Sometimes, even when contract documents are drafted carefully, they contain conflicting terms in the plans, specifications, and/or the written contract. This conflict can lead to confusion and disputes. For example, if the plans depict a master bathroom with one sink, but the specifications call for two sinks, which is correct? Consider specifying that, in case of conflict between the plans and specifications, the specifications will control. And, in all cases of conflict, the contract should be the controlling document.

Although you may assume it is implied, you’d be wise to make sure the contract includes a statement saying that the contractor must complete the work in a good and workmanlike manner in accordance with all applicable laws. That way, if you have an issue with the contractor’s performance, you can point to an explicit contract provision that the contractor breached, and rely on this to pursue legal action.

Timing of the Work. You've probably heard horror stories about building projects going off schedule. How do you protect yourself against this? Make sure the contact contains information about when construction will begin, the schedule of work the contractor must follow, and when construction will end (in other words, when can you move in). Extensions of time may be granted for delays caused by:

  • poor weather or other “acts of God”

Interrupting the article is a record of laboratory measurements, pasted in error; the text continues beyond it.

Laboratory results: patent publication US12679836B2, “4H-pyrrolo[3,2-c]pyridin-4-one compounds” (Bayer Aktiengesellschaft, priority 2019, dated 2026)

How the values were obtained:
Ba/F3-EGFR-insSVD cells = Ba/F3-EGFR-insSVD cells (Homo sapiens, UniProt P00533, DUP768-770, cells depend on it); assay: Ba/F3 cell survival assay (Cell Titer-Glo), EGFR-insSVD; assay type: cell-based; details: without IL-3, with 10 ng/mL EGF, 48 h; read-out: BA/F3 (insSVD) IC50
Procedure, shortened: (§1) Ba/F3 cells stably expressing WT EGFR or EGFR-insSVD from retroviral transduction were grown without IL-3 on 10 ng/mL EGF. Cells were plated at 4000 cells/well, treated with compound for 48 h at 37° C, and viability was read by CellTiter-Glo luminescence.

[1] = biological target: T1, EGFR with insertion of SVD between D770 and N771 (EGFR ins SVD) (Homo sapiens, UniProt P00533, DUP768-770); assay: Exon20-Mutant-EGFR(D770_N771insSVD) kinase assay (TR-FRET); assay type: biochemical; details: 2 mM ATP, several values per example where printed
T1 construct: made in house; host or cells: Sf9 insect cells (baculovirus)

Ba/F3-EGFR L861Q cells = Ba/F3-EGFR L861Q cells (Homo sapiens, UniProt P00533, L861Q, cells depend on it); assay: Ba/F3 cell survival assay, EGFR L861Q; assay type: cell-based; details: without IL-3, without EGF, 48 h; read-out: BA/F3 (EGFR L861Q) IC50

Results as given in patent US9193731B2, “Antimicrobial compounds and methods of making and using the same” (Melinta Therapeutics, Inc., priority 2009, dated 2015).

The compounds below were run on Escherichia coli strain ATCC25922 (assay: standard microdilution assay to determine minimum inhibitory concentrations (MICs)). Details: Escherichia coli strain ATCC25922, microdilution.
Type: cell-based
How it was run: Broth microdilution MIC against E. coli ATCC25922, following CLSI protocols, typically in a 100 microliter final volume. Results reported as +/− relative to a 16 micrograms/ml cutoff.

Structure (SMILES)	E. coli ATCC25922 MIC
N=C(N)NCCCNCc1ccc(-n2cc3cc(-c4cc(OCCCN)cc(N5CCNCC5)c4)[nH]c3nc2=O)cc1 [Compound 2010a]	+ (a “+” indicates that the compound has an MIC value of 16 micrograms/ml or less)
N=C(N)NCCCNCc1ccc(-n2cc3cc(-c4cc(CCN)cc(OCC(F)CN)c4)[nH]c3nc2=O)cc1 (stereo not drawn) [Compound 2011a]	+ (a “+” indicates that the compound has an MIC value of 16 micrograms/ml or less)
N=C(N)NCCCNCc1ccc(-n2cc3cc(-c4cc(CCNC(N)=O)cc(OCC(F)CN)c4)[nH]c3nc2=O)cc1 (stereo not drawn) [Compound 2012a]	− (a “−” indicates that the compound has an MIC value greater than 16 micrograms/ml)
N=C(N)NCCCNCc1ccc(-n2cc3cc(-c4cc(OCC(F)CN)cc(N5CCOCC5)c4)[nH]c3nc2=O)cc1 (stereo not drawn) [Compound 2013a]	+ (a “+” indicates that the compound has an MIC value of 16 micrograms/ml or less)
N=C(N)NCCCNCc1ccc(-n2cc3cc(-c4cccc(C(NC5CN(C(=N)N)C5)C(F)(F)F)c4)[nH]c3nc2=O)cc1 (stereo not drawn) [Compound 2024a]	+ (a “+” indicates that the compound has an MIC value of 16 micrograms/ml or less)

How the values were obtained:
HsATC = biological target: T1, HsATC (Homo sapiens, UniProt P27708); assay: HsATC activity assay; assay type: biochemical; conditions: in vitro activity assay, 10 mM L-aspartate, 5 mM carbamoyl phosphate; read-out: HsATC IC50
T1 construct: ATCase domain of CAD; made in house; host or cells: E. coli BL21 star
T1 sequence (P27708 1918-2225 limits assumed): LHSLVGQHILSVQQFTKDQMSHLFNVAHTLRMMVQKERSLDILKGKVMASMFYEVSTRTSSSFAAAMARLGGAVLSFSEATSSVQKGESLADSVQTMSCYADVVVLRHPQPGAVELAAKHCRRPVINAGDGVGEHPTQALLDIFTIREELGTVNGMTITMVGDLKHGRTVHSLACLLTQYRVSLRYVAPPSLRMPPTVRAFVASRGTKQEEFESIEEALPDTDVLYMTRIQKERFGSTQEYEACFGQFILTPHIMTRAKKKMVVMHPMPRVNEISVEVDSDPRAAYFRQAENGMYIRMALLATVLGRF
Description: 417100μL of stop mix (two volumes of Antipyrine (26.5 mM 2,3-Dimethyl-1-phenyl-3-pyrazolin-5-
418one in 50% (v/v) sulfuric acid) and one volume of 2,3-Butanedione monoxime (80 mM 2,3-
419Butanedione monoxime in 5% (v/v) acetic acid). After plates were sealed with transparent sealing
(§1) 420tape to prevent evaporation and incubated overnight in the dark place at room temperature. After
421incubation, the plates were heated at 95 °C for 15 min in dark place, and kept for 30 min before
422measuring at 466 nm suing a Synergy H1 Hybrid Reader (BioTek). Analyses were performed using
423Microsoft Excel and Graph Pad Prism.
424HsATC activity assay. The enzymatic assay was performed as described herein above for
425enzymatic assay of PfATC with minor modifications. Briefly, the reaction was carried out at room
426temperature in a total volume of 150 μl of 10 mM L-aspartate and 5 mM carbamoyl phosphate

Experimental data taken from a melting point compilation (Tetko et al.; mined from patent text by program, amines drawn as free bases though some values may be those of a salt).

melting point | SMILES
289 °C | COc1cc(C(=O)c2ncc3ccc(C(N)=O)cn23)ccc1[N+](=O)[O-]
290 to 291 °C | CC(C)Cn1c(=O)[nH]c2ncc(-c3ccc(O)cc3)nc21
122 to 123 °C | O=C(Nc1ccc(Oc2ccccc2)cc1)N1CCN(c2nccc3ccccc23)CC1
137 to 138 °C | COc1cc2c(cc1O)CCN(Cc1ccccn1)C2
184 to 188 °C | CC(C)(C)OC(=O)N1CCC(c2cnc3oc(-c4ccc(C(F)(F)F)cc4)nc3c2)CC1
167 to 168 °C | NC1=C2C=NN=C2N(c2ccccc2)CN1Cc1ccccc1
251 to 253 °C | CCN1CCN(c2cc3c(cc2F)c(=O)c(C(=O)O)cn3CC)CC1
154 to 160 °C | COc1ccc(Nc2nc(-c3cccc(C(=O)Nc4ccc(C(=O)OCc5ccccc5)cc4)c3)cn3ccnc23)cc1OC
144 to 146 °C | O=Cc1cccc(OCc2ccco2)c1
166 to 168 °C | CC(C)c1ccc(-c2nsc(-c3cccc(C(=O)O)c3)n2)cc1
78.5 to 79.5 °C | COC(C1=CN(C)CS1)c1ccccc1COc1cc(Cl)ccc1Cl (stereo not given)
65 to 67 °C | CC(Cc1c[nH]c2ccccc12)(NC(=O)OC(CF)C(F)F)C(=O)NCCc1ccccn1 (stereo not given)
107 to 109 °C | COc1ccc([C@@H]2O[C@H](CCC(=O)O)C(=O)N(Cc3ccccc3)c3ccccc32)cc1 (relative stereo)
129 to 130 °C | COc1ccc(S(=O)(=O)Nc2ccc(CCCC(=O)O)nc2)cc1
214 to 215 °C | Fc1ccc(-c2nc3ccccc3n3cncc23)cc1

• inspection delays caused by the municipality

  • changes or additions to scope of work agreed to by both parties, and

  • other issues that are beyond the reasonable control of the contractor.

While the contractor may be hesitant to agree to it, consider including a provision for liquidated damages. Basically, this provision states that for every day the contractor works beyond the completion date (subject to the exceptions listed above), the contractor will be charged a certain amount. For example, if the completion date set forth in the contract is May 1, and construction is not complete by that date, the contractor would be required to pay the owner a per diem amount for each additional day of construction.

Such liquidated damage provisions protect the owner from delay, and are an incentive for the contractor to complete work in a timely manner. In most states, to be enforceable, the per diem amount specified must be a fair estimation of actual damages the owner might incur and cannot have been actually known at the time the contract was made. This provision is not meant to be a punishment, but compensation to cover costs that the owner will incur due to the delay. These might include costs to store your furniture or costs to rent an apartment during the period of delay.